Vital Disc Stats: The Blu-ray
The three discs in Carole Lombard Collection II arrive on Blu-ray packaged in individual standard cases within a handsome box. Video codec for all films is 1080p/AVC MPEG-4 and audio is DTS-HD Master Audio 2.0. Once the discs are inserted into the player, the static menus with music immediately pop up; no previews or promos precede them.
Nothing special here. The 1080p/AVC MPEG-4 transfers for all three movies feature good clarity and contrast, deep blacks, bright whites, and nicely varied grays, and all sport a lovely film-like feel that's enhanced by well-defined details and sharp shadow delineation, but there's no wow factor to grab attention. Grain levels fluctuate but never become distractingly heavy, and Lombard's often breathtaking close-ups beautifully highlight her sunken cheeks, alabaster skin, and the faint scar on her left cheek (from a 1926 car accident). The lovely work of cinematographer Ted Tetzlaff, who photographed several Lombard films (George Raft reportedly turned down the lead in The Princess Comes Across because Tetzlaff made Lombard look better than him in Rumba) enhances all three movies, and the transfers faithfully render it.
The only film to receive any restorative treatment is The Princess Comes Across, which has been remastered in 2K. It looks a tad softer than the other two movies, but exudes a lushness both Hands Across the Table and Love Before Breakfast lack. Hands Across the Table wins the prize for the most balanced and pleasing transfer of the three, as it showcases all the deft nuances of Mitchell Leisen's classy direction.
On the downside, print damage puts a damper on the viewing experience. Love Before Breakfast is the biggest offender in this regard and by far the worst-looking film in the collection. The source material is horrifically marred by scratches, vertical lines, nicks, dirt, and even a few jarring ripped frames, all of which distract and detract from the on-screen action. Both Hands Across the Table and The Princess Comes Across also exhibit imperfections, but they're not nearly as severe or prevalent, which makes them much easier to forgive.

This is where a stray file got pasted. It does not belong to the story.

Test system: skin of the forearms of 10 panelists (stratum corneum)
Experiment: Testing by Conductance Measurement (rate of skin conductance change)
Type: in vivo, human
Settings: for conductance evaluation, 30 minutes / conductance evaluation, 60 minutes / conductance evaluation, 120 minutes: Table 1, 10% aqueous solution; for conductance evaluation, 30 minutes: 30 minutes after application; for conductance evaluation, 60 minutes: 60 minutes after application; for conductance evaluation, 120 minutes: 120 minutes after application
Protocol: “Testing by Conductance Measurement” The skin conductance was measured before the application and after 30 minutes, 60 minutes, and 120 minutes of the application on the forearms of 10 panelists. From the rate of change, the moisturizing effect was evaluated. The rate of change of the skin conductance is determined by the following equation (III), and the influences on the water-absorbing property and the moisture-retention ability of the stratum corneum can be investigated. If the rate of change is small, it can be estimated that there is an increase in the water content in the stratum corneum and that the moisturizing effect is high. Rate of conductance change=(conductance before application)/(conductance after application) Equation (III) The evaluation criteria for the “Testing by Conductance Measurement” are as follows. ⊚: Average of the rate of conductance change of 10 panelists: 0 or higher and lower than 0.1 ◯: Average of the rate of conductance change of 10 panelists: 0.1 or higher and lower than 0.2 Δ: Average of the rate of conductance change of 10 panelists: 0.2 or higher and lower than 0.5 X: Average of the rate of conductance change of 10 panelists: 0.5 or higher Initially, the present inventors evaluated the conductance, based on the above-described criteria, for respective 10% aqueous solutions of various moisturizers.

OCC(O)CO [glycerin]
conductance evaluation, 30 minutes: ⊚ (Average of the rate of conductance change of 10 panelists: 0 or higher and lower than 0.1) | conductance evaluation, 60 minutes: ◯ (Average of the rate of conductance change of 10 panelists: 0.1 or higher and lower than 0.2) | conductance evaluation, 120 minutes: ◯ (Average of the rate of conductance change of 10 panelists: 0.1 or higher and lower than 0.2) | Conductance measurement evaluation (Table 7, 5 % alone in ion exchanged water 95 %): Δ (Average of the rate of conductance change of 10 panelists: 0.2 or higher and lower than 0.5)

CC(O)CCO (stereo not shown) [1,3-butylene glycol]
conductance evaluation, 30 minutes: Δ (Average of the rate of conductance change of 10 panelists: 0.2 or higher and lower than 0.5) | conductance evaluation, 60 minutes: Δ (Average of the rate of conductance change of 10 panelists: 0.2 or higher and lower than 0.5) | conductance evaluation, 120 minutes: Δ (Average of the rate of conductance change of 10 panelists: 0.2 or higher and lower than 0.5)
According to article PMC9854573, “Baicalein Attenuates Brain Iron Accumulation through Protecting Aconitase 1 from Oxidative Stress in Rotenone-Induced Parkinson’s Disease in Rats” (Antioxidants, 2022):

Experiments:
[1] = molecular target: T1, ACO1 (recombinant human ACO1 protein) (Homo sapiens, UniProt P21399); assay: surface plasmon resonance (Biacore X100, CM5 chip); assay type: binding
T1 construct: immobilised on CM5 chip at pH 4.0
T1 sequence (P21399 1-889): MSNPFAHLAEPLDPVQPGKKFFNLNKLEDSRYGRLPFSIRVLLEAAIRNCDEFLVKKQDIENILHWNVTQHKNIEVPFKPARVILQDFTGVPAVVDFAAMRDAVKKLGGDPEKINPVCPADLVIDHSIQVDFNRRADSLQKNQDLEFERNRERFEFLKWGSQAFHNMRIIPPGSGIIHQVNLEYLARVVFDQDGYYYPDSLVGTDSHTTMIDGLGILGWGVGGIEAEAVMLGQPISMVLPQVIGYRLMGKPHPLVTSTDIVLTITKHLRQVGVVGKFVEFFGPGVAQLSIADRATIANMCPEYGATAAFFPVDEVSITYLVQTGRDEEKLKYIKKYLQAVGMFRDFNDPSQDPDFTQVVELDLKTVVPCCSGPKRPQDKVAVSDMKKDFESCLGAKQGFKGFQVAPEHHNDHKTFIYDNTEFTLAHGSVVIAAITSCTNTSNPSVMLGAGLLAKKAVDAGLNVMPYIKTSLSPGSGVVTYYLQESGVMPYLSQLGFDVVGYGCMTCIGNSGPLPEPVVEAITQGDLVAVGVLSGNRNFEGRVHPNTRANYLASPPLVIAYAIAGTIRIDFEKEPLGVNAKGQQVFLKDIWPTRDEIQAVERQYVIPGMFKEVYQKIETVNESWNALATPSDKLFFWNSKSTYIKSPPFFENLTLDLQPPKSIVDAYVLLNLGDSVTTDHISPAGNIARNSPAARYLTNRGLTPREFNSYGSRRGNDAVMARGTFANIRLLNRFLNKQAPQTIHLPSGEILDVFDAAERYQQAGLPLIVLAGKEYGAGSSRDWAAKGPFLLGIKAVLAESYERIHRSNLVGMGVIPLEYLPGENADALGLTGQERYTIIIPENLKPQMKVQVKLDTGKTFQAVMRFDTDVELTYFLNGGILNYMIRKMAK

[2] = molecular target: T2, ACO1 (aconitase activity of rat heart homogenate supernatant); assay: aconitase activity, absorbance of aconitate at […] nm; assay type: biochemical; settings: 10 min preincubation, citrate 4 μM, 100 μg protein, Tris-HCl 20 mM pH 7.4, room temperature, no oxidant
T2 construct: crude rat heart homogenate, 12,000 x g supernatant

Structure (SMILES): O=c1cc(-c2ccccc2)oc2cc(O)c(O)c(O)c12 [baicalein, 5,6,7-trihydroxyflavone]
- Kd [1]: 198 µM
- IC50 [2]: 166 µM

Hands Across the Table - 3-1/2 stars
Love Before Breakfast - 2-1/2 stars
The Princess Comes Across - 3-1/2 stars
The DTS-HD Master Audio 2.0 tracks for all three films supply perfectly acceptable sound. Some faint surface noise can be detected during quiet moments, but any pops and crackle have been erased. All the dialogue is well prioritized and easy to comprehend, the music scores nicely fill the room, and no distortion creeps into the mixes. Sound effects don't play a huge role in any of these films, but all the tracks are clear and well modulated and serve their respective narratives well.
Rating for all three films: 3-1/2 stars
All three discs contain audio commentaries, which is a nice touch, but it begs the question: Does every movie really merit a commentary track? All three of these movies are entertaining enough, but they're hardly works of cinematic art, socially relevant, or worthy of prolonged discussion. In the Love Before Breakfast track, film historians Alexandra Heller-Nicholas and Joshua Nelson ponder the relevance of the film's title, assess the career of director Walter Lang, note the differences between the original story and screenplay, and analyze Lombard's appeal, talent, work ethic, off-screen personality, and legacy, but there's very little talk about the film itself, because frankly, there isn't a whole lot to say about a run-of-the-mill movie that lacks any distinctive attributes and an interesting production history.
Filmmaker Allan Arkush and filmmaker-historian Daniel Kremer handle the commentary chores for both Hands Across the Table and The Princess Comes Across, and though the duo sticks a bit more to the films at hand, the discussions still ramble and go off on several tangents. They honor the cast and crew of both movies, admire creative elements, and share some trivia, but depth and insight are lacking, and there's far too much interrupting and fumbling for phrases and ideas. Unless you're a diehard fan of these films, there's not much reason to check out these bland commentaries.
The original theatrical trailer for Love Before Breakfast is included, but sadly no previews for Hands Across the Table or The Princess Comes Across seem to exist anymore. Trailers for other Lombard movies and classic Kino releases are also included on the discs.
The three films in Carole Lombard Collection II - Hands Across the Table, Love Before Breakfast, and The Princess Comes Across - may not rank among the beloved star's best, but they all showcase her timeless appeal, versatile talent, and breathtaking beauty. A little more clean-up certainly would make the video transfers easier on the eyes, but they're watchable enough, and the audio has been nicely restored. If you're a Lombard lover, you'll definitely want to add these rare films to your Blu-ray stash, but casual admirers might not want to give up the precious shelf space. For Fans Only.